Redevelopment study underway for old Kmart property
Brownfield grant, Equitable Bank paying costs for project

By Joe VanDeLaarschot

Oct. 4, 2019

A lone truck is parked outside the former Kmart building along Highway 60 in Hartford.
Daily News file photo

HARTFORD — Since Kmart closed its Hartford Plaza location along Highway 60 in the city, less than a handful of businesses still operate in the complex and very little activity appears to be going on at the site.

But despite that appearance, city officials and community business leaders have remained active in trying to find a new use for the declining property.

Within the last few months the city applied for and received grant money from the state’s Brownfield Grants Program, which is coordinated by Washington County.

“The grant was for about $24,000 and other remaining  costs are to be paid by Equitable Bank, who has taken over the property,” said Hartford Area Development Corp. Executive Director Tom Hostad. “We are all hoping a site redevelopment study can show other possible uses for the land so a developer can be enticed into redeveloping the location.”

City officials and business leaders are concerned about having any large piece of property vacant in the city, but this property, because it is located along Highway 60 on one of the city’s main entrances, is especially concerning to them. Vandewalle and Associates, who has done previous work for the city successfully, was awarded the contract for the study.

“We want to determine the best way to move forward to market this property and we feel this study should be able to make the correct decision,” said Mayor Tim Michalak. “The bank has been helpful in stepping forward and working with us on this. The bank currently has a company working to sell the property.”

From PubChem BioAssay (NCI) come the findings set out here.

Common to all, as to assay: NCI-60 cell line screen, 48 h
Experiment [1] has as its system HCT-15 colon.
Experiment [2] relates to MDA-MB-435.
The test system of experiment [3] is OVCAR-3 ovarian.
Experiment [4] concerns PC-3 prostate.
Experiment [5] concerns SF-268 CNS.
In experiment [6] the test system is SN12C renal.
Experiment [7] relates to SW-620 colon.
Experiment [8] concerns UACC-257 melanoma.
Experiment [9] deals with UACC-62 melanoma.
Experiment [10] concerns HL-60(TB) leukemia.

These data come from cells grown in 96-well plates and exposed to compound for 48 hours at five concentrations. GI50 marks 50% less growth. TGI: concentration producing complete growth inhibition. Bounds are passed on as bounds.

Michalak said those involved want to see what is the property’s best use.

“We certainly have had thoughts about we feel that property could sustain for the betterment of the entire community, but you have to have a developer that’s willing to step up with you and partner with you on that,” Michalak said. “I’m very optimistic. It is a prime location. Conducting the study is showing that the community is willing to marshal its resources to work with a developer that has the imagination to move forward with something the city believes is something profitable for a developer and a real benefit to the city.”

Michalak said Hartford is not the only community that’s been dealing with what some are calling “big box blight” when they leave the community.

“We don’t want to get someone in there for just for the sake of filling it for the short term; we want to have a plan that will be a long-term solution that we won’t have to worry about the property for a long time,” Michalak said.

City Administrator Steve Volkert said through the study they are also looking at the statistical information “on where our market lacks or has a surplus of different properties, commercial, residential, warehousing, etc.”

Volkert said the study will be completed by the end of November and will be used again to help market the different aspects of the property for the bank and realtor. City Planner Justin Drew said the study is only in draft form and needs more work before it can be completed and released.

With Kmart’s closing, there is about 135,000-square-feet of vacant space — nearly 86,500 square-feet from the former Kmart location. That includes the 38,000 square feet left vacant when Sentry Foods closed. Kmart opened at the Hartford location in November 1991. There are three other smaller businesses spaces available for lease that were formerly occupied by Dollar Express, Little Caesars and Radio Shack.

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